“At the end of the day, engineers engineer things to make our lives better. And since the female constitute about half of the human population, I believe a woman’s contribution will be just as valuable and obligatory as any man’s.”
Mei Wan, Emerson Solutions engineer.
Worldwide there is a deficit of women who have taken up engineering as a profession.
A lot of good people and institutions are working to change this but we have a long way to go.
Today, we meet a Melbourne-based engineer to glean some insight about her work and give her a platform to encourage others to contemplate a career in this dynamic profession.
Martine Harte: Congrats on your career as a woman in STEM, can you please shed some light on your title for us, what is a solutions architect?
Emerson solutions women in engineering Mei Wan:
In my role as a solution architect for Emerson Automation Solutions, I use my technical and business skills to design an IIoT (Industrial Internet of Things) solution that will enable our customers benefit from digital transformation. Think of it as the smart home technology (e.g. Amazon Alexa and Google Home) scaled up and ruggedized for industrial applications.
You were formerly a senior systems engineer at Emerson Automation Solutions, what was it about this role that spoke to you?
Mei Wan: Firstly, it is the opportunity to explore and apply evolving automation technologies. Secondly, the ability bring a concept to fruition. Last but not least, the variety in assignments: one day I could be sitting in a customer’s office designing control systems. Next day, I could be flying in a helicopter on my way to a remote island for site commissioning work.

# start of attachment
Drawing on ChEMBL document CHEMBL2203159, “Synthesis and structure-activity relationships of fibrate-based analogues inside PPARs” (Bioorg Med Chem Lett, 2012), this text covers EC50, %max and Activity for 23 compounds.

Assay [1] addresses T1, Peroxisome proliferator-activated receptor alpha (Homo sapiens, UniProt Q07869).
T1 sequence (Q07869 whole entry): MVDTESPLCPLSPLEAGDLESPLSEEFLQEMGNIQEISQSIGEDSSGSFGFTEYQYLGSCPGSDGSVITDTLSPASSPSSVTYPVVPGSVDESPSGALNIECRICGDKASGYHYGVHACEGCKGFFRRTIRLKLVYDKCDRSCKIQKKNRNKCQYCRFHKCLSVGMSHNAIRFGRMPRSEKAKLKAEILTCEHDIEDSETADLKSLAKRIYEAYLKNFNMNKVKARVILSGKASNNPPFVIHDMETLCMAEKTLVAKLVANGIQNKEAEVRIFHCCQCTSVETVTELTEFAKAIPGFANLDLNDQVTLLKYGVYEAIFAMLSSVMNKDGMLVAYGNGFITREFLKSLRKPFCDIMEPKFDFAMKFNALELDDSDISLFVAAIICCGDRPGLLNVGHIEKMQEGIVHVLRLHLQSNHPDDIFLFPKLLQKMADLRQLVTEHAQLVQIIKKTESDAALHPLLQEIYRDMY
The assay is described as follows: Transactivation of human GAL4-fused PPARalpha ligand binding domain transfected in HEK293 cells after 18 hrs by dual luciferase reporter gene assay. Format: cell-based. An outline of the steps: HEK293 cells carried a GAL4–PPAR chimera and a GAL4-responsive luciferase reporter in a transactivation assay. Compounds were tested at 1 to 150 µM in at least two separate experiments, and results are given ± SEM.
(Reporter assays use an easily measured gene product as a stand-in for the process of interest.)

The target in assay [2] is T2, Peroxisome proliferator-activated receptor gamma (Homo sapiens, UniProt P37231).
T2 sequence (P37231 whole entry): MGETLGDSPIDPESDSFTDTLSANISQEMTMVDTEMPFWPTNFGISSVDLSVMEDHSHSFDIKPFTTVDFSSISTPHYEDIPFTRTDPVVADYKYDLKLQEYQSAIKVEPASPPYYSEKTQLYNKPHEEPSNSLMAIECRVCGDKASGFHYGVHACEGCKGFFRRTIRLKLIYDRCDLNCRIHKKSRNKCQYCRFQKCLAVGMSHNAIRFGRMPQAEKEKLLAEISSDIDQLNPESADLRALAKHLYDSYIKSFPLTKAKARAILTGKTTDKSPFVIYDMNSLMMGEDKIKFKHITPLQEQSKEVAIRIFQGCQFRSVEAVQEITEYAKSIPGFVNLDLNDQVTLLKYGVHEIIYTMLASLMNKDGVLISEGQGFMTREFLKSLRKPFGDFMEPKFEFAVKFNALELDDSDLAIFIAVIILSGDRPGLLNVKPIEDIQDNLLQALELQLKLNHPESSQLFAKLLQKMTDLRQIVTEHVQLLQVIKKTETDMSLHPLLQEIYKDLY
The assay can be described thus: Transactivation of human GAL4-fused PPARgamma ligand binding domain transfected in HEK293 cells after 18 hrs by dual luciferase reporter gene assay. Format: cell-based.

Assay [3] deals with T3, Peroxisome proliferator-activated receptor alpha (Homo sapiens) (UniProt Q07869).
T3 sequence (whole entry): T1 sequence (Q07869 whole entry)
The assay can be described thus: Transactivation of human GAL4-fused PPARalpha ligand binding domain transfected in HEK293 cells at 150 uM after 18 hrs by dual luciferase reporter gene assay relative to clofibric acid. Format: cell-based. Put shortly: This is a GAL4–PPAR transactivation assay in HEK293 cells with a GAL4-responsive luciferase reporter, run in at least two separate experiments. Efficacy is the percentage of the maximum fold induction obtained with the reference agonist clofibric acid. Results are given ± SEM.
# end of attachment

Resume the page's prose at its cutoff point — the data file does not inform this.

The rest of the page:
Were you always interested in these fields?
Mei Wan: No, I wasn’t familiar with process automation until I started working at Emerson in 2005. But it did not take me long to fall in love with it, thanks to a great team and variation in work scope.
We know there is a lack of women and girls choosing stem subjects at university why do think this problem persists?
Mei Wan: First thing that came into my mind is longstanding gender stereotype. One can easily relate to this stereotype in any toy shop.
The girls’ aisle will be filled with dolls and toy kitchen set (which help develop nursing and domestic skills) while the boys’ aisle will be filled with train sets, LEGO kits and toy toolbox (which help develop spatial, construction and motor skills). This together with other social stereotypes have led girls to believe that they are not as good as boys in STEM subjects.
Personally, I believe the stereotype whereby women are the gatherers while the men are the hunters was valid and justifiable in the past but the society has since moved on.
There are now facilities, regulations and technologies available to help mothers return to work and fathers to take on more child-caring responsibilities. So there are no longer valid reasons to hang onto the gender stereotype, especially in a first world country like Australia.